Ho narrated that in the last five years, every telco liked the idea of cloud, that is, they all wanted to be a cloud provider. Today however, he thinks that the reality is quite different. "Some telcos out there have thrown in the towel in cloud or they have scaled down their ambitions, that are the reality. Very few telcos will openly admit they're making tons of money in cloud, usually it's just a [sag] way to sell more stuff into their existing enterprise customers," he said.
Responding to the argument, Chris Rezentes, Verizon's Network Planning Lead for South Asia, commented that some of the changes that they probably should have made sooner would include more of a product life-cycle management.
"We had products out there that were just okay, let them go and there was nobody actually tracking the P&L and when we should be decommissioning that. And you look at the cloud players in the top 10 there they're producing new products and ideas, and solutions at 200 times the rate of a standard telco," he said.
Rezentes said that over the last two years, Verizon intended to become more product-focused.
"There's more emphasis on IDH and new solutions, and focus on the customer as well. So, the investments we see now for within Verizon are definitely focused on strategic locations and even strategic products. So if there's a product out there that we're just not seeing as adding value to our customers it's out and we ship the investment to something else," he said.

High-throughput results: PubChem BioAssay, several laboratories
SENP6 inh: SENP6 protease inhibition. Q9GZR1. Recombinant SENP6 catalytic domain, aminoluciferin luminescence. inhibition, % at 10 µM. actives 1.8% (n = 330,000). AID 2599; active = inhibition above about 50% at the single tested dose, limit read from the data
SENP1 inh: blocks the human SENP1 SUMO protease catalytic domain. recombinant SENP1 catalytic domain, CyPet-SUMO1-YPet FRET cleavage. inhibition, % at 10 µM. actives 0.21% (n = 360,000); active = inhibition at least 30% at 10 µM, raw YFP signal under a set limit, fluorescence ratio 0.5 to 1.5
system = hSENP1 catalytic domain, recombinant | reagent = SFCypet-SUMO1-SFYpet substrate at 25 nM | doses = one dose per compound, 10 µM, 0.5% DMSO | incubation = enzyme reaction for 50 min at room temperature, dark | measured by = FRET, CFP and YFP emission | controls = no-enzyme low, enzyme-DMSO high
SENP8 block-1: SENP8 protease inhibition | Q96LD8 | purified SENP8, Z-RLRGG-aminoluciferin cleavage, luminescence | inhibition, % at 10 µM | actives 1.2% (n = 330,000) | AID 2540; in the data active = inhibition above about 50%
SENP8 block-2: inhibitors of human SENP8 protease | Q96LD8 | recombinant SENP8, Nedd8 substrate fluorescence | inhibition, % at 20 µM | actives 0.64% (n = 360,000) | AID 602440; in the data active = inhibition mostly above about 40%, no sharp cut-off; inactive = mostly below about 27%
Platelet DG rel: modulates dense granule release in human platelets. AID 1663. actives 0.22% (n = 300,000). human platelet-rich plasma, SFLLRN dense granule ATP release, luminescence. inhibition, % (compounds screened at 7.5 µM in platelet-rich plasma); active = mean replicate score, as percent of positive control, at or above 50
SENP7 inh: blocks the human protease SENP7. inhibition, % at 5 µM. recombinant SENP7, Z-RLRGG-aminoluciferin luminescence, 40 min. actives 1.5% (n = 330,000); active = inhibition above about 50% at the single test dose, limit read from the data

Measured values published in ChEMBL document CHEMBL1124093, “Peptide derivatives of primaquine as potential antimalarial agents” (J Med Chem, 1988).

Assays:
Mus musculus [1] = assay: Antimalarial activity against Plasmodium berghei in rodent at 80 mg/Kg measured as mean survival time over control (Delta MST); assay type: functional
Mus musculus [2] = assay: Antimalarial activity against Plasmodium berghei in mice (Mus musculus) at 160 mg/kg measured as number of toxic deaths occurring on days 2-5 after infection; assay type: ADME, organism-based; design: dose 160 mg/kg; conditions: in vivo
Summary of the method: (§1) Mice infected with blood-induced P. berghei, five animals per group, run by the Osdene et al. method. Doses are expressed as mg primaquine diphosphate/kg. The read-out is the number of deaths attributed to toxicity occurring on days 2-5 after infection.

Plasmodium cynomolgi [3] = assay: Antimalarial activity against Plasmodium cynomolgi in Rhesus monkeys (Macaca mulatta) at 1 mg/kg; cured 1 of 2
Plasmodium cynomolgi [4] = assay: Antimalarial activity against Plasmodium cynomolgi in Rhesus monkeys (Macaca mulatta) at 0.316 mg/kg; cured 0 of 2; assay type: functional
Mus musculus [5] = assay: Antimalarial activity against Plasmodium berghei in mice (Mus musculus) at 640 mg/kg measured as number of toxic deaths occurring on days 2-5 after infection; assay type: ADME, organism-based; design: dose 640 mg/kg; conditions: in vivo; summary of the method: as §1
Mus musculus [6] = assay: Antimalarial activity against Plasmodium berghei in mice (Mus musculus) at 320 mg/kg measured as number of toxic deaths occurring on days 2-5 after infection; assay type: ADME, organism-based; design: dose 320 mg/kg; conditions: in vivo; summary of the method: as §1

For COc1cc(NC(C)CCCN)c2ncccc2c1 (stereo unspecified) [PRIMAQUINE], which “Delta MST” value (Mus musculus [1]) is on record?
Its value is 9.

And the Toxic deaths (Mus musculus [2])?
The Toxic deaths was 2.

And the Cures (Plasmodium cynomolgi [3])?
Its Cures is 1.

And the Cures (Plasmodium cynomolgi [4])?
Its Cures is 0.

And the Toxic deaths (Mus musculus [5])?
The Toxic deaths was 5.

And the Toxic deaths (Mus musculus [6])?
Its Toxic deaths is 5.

Gint Atkinson Vice President, Network Strategy & Architecture with KVH, meanwhile, believes that to keep up with the competition, telcos shouldn't play on Amazon's and Google's terms. Instead, they should keep their vision updated and figure out how to leverage their infrastructure.
"There's a place for the telcos where the telcos will do well. If the telcos only utility is the ability to do a truck roll and fix the cable, and manage a fibre cable plant, the power cable plant then the telcos is in trouble. But the telcos you're bringing into the panel and to this event are really different telcos. They are playing, they're trying to compete with Google and with Amazon but I think they have to leverage what they have in terms of capabilities, CapEx intensive infrastructure and the fact that they have the enterprise customers, the CapEx intensive part of the future cloud," he said.
Leveraging infrastructure may be a key, but telcos are still a bit skeptical in investing a lot, admitted Tawhid Rijwanur, General Manager, Service Planning PDD Technology, Grameenphone.
Rijwanur said that for most telcos, moving or jumping into a different infrastructure where the revenue is not very much guaranteed is a bit risky proposition to them," he said.
"I think the long-term vision was missing for most of the telcos and they mostly move on from day to day, revenue basis and the business model of major telcos here. The group like us, like Telenor, they have a lot of business units but the cultural differences are quite huge and most business units are still driven by [voice] based revenue. Data is also a big part of the revenue but they're mostly providing that [bit pipe]. On top of this, if you really want to play with all those cloud services which you started already, but still it's not very big from a revenue point of view," he said.